Google Buys YouTube for 1.65 Billion

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Tuesday, October 10, 2006

Google Buys YouTube for 1.65 BillionGoogle acquired the online video phenomenon, YouTube, for $1.65 Billion. YouTube was founded in February of 2005 by 3 former PayPal employees. The company has since grown to over 60 employees, and has vastly become a very popular video sharing website which lets it's users upload, view, and share video clips. YouTube hosts a wide variety of video content.

Google Buys YouTube for 1.65 Billion

Last night, Google acquired the online video phenomenon, YouTube, for $1.65 Billion. YouTube was founded in February of 2005 by 3 former PayPal employees. The company has since grown to over 60 employees, and has vastly become a very popular video sharing website which lets it's users upload, view, and share video clips. Utilizing Adobe Flash technology to display video, YouTube hosts a wide variety of site content including movie and TV clips and music videos, as well as amateur content such as video-blogging and personal home videos.

My Thoughts

I've been trying to wrap my head around this acquisition since it was first rumored, and I keep coming back to the price. 1.65 Billion is an insane amount of money when buying a video sharing website. I just don't understand where the value is and how YouTube fits into Google's core services. Obviously, I am missing something, that much is clear. Here are some thoughts:

  • Google, in attempt to become a major player in online video, probably felt that their current Google Video platform, released earlier this year, is not at all comparable to those of its immediate competition. Therefore, their only hope for becoming a true leader in the online video market was to buy one that is.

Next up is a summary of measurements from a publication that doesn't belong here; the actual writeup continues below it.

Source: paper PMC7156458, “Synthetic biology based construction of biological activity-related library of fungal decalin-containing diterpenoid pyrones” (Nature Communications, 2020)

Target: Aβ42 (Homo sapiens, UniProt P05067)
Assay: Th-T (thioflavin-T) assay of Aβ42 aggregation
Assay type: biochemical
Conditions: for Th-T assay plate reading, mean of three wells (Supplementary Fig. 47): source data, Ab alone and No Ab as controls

• Google really wants to be in control of YouTube's 1 million plus users, and solicit future users to sign-up via a Google account... similar to what Yahoo! has done with Flickr. Having more Google accounts under the company's belt will allow them more ways to solicit future products, not to mention track more individual user-behavior... no, Google wouldn't do that... would they?

  • Anyone who is a frequent visitor of YouTube knows that Google is serving up advertisements on what seems like every page of the video giant's website. It is through this partnership that Google gets to monitor just how much web-traffic YouTube receives. I wouldn't be surprised if Google realized just how much money it stands to make now owning 100% of the money coming in through that ad distribution deal, rather than just the 20% or so it owned before.

In any event, regardless of how this transaction will eventually play out, it sure was ground-breaking.

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